Woolwich & Wellesley Township's Local Community Newspaper | Elmira, Ontario, Canada
Get notified of breaking news and more in the community.

Sign up for The Weekly. A Round up of the most important stories of the week, Breaking News and additional exclusive content just for subscribers.

Elmira to play host to interfaith family violence prevention event

Woodside Bible Fellowship in Elmira will be playing host to the local interfaith community Apr. 6 for the Let There Be Light Conference.

Organized by the Wilmot Family Resource Centre in coalition with Woolwich Community Services, the event focuses on family violence prevention.

Wilmot-Wellesley Family Violence Prevention Program Coordinator Karen Dymond said the conference will include keynote speaker Mark Yantzi, a restorative justice pioneer, and 10 workshops designed to give pastors tools to help congregation members.

“The workshops are really designed to be filed with practical information,” Dymond said. “It’s a day filled with resources and the chance to connect with people who work in community agencies.”

The workshops cover a variety of topics, with each presented in a different way to engage participants in their area of specialty. A workshop on teen violence will include subjects of interest to youth ministers, while the workshop on elder abuse will feature a less conventional presentation.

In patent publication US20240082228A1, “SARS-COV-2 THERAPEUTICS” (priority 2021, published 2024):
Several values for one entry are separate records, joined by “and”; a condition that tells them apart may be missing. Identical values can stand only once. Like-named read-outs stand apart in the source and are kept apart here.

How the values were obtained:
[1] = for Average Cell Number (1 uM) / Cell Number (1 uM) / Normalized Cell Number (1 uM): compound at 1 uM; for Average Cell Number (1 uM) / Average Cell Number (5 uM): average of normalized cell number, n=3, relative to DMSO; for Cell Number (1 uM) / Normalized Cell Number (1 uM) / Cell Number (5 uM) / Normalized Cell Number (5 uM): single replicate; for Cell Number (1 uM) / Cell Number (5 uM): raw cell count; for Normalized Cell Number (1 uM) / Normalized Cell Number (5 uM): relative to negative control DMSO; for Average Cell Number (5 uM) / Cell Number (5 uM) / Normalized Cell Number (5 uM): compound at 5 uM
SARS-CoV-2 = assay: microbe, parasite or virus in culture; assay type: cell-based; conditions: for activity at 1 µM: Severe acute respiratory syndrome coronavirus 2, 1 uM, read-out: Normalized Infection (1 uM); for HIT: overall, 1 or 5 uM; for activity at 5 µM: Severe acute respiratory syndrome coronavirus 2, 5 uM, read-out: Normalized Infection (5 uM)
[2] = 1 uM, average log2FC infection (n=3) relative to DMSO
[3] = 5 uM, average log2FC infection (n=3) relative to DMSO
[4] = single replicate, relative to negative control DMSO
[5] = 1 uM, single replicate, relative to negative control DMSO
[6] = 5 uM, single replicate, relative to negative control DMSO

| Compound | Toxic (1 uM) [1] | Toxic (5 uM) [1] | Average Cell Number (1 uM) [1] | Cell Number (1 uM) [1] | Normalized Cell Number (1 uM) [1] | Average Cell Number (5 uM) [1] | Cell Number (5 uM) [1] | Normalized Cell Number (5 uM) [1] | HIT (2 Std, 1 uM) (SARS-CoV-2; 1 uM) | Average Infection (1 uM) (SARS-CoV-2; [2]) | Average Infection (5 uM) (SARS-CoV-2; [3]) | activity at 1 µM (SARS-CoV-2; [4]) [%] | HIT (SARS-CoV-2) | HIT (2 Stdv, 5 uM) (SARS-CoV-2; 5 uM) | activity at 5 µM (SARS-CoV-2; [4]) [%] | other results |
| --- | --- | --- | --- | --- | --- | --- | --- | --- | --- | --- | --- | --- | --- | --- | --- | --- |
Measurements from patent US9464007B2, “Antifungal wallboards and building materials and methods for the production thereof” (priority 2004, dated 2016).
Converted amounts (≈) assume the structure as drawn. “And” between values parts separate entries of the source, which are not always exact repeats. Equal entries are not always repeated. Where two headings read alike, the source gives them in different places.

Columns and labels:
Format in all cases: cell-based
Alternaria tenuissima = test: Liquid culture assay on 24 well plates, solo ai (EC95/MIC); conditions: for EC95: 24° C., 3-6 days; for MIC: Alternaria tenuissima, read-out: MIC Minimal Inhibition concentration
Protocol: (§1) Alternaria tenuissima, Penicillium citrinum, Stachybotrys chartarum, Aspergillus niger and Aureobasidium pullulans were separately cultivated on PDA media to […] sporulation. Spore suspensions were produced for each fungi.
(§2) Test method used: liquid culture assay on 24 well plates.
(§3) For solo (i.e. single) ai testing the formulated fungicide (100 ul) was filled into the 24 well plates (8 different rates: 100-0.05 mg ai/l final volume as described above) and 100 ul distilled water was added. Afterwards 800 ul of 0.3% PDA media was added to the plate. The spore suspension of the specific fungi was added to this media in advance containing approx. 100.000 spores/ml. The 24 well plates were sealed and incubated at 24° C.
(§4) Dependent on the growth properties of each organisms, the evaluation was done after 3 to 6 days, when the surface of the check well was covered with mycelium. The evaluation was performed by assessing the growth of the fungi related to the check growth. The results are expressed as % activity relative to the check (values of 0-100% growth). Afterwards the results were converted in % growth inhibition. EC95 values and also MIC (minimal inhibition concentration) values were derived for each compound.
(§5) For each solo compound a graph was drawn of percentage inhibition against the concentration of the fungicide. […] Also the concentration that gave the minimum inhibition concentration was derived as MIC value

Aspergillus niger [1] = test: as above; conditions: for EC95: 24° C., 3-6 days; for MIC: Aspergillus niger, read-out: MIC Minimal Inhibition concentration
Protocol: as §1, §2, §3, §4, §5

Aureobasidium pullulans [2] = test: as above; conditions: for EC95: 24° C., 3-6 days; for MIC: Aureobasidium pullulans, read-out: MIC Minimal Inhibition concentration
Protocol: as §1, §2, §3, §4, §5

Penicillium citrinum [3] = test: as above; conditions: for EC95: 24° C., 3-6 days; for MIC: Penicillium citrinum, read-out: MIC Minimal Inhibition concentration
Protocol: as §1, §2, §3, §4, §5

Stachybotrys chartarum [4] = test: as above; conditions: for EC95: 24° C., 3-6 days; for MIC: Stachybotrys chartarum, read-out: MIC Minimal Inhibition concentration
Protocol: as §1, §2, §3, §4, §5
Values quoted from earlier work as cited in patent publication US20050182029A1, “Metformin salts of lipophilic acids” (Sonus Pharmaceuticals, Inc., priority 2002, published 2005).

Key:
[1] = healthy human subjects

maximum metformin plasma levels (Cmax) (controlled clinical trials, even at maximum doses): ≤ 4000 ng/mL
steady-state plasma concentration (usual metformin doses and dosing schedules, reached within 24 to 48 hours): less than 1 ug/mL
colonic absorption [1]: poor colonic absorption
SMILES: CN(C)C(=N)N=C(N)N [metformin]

“Elder abuse will feature the Harmony Interactive Theatre Troupe and a healing circle demonstration,” said Dymond.

The traditional healing circle will demonstrate a form of mediation and discussion adapted from aboriginal customs. The circle, which has proven useful in other cultures, is being seen more frequently in restorative justice programs designed as an alternative to the court system.

“Restorative justice really considers various perspectives and really we wanted to be able to recognize the challenges and complexities that come from that.”

Although the session will demonstrate justice alternatives, Dymond doesn’t want to discourage the use of the court system.

“It’s not about saying ‘no, don’t go to police,’” she said.

While the event focuses on learning about aspects of family violence, Dymond said the day will be about connecting community faith leaders to local resources and each other rather than making participants experts in dealing with abuse.

“We’re really excited about the opportunity for dialogue and discussion and learning from each other,” she said.

Previous Article

Themuseum makes pitch to Wellesley council for their involvement

Next Article

Don’t put away the hat and gloves just yet

Related Posts
Read the full story

Women encouraged to join OBSP

Before she joined the Ontario Breast Screening Program (OBSP), Cambridge native  Margot McAuliffe couldn’t remember the last time…
observerxtra.com uses cookies to personalize content and ads, to provide social media features and to analyze our traffic. See Cookie Policy.